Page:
The Work of God Apostolate

Virgin Mary Mystical City of God - Book 2 chapter 11 verses 571-582 Index

 Mystical City of God - Virgin Mary By Sor Marķa of Agreda

Virgin Mary Mystical City of God - Book 2 chapter 11 verses 571-582THE VIRTUE OF FORTITUDE, AS PRACTICED BY THE MOST HOLY MARY.

  INDEX            Book 2  Chapter  11    Verses:  571-582


571. The virtue of fortitude, which is the third of the
four cardinal virtues, serves to moderate the personal ac
tivity of each one s choleric affections. Although it is true
that concupiscence precedes irascibility, and therefore
temperance which regulates concupiscence, might seem to
precede fortitude, because the resistance pertaining to for
titude is exerted against that which opposes concupis
cence; nevertheless we must first treat of the activity of
the choleric affections and their moderation through forti
tude. For in the pursuit of that which is desired, success
ordinarily depends upon the intervention of the irascible
faculties for overcoming the obstacles that present them
selves. Therefore fortitude is a more noble and excellent
virtue than temperance, of which we shall treat in the
following chapter.
572. The moderation of the irascible passions by the
virtue of fortitude is made up of two elements or kinds
of activity : to give way to anger in conformity with
reason, propriety and honor, and to repress unreasonable
anger and passion, whenever it is more useful to restrain
than to allow them to act. For as well the one as the other
can be praiseworthy or blamable according to the end in
view and the circumstances of the affair in hand. The
first of these two kinds of operations of this virtue is
properly called fortitude, being called by some teachers
pugnacity (bellicositas). The second is called patience,
which is the more noble and excellent kind of fortitude,
and is possessed and exercised principally by the saints:
the worldly-minded, throwing aside good judgment and
usurping a false term, are apt to call patience pusillan
imity, and miscall inconsiderate and rash presumption,
fortitude. Thus it comes, that they never attain the true
practice of the virtue of fortitude.
573. In most holy Mary there were no inordinate
movements, which could call to activity the irascible affec
tions for the exercise of fortitude ; for in the most in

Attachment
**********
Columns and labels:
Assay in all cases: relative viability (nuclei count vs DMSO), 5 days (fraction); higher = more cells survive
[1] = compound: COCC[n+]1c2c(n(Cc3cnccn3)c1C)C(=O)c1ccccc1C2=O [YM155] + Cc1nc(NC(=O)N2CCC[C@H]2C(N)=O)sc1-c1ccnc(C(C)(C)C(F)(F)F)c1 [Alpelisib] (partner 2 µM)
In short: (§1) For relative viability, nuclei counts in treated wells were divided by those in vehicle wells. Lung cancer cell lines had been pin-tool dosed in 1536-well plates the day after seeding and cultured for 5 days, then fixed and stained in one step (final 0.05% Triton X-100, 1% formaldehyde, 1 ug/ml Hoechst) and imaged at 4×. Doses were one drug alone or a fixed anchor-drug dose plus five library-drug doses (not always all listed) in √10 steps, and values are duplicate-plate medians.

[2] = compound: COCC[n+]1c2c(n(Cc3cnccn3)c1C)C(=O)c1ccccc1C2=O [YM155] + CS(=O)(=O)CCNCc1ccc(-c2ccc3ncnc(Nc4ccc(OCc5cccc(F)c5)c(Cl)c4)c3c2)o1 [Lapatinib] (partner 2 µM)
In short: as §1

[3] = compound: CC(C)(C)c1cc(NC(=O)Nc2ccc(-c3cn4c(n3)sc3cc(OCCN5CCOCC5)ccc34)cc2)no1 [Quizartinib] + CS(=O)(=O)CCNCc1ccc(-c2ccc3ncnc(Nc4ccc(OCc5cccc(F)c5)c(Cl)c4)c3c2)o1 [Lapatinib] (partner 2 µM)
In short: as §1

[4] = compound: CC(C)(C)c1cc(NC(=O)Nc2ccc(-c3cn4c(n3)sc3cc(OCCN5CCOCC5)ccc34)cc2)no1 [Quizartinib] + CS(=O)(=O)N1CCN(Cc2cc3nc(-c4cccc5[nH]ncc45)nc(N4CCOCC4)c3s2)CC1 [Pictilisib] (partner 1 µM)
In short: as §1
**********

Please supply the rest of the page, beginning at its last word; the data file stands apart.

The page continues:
nocent Queen all the passions were well ordered and sub
ject to reason, and her reason was subject to God, who
governed Her in all her actions and movements. But She
was in need of this virtue in order to overcome the ob
stacles placed by the devil in diverse ways, seeking to pre
vent Her from attaining what She most prudently and
most properly desired for Herself and her most holy Son.
And in this most valiant resistance and conflict none of
the creatures ever showed more fortitude. For no one
ever encountered such conflicts and opposition as She
from the demon. But whenever it became necessary to
make use of this kind of fortitude or pugnacity with hu
man creatures, She was equally sweet and forcible, or
rather, She was just as irresistible as She was most sweet
in her activity. For this heavenly Lady alone among all
creatures was able to copy so faithfully in her operations
that attribute of the Most High, which unites irresistible
power with heavenly sweetness (Wisdom 8, 1). Thus
our Queen proceeded in her actions with fortitude, know
ing no disorderly fear in her generous heart, as She was
superior to all creation. Neither was She rash, or auda
cious, or immoderate, being alike removed from all these
vicious extremes ; for in her great wisdom She knew what
terrors were to be vanquished, and what rashness was to
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be avoided. Thus She was the chosen Woman, clothed
in the strength of fortitude and beauty (Prov. 31, 25).
574. That part of fortitude which consists in patient
endurance, most holy Mary practiced in a still more ad
mirable manner, for She alone participated in the ex
cellent patience of her most holy Son, who bore punish
ment and suffered innocently without guilt, and in a
greater measure than all those who had contracted the
guilt. The whole life of the sovereign Queen was a con
tinual suffering and tribulation, especially during the life
and passion of our Redeemer, Jesus Christ. Her patience
during this time exceeds the comprehension of all crea
tures ; and only the Lord who imposed this suffering upon
Her, could worthily understand its greatness. Never was
this most pure Dove excited to the least impatience against
any creature, nor did any of the immense tribulations and
sorrows of her life seem great to Her, nor was She ever
dejected on account of them, nor did She fail to accept
them all with joy and gratitude. If, according to the
Apostle, the first requisite of charity, and as it were its
firstborn, is patience (I Cor. 13, 4) ; and if our Queen was
the Mother of love (Prov. 24, 24), then She was also the
Mother of patience, and her love is the measure of her
patience. For in the degree in which we love and esteem
the eternal good, (and we should esteem it above all
visible things), in that degree will we be ready, in order to
obtain it and avoid the loss of it, to suffer all hardships
in patience. Hence most holy Mary in her love was
patient beyond all that is created and She was the
Mother of patience for us. Flying to her protection we
shall find the tower of David with its thousand shields of
patience pending from it (Cant. 4, 4), with which the
brave ones of the Church and of the militia of Christ our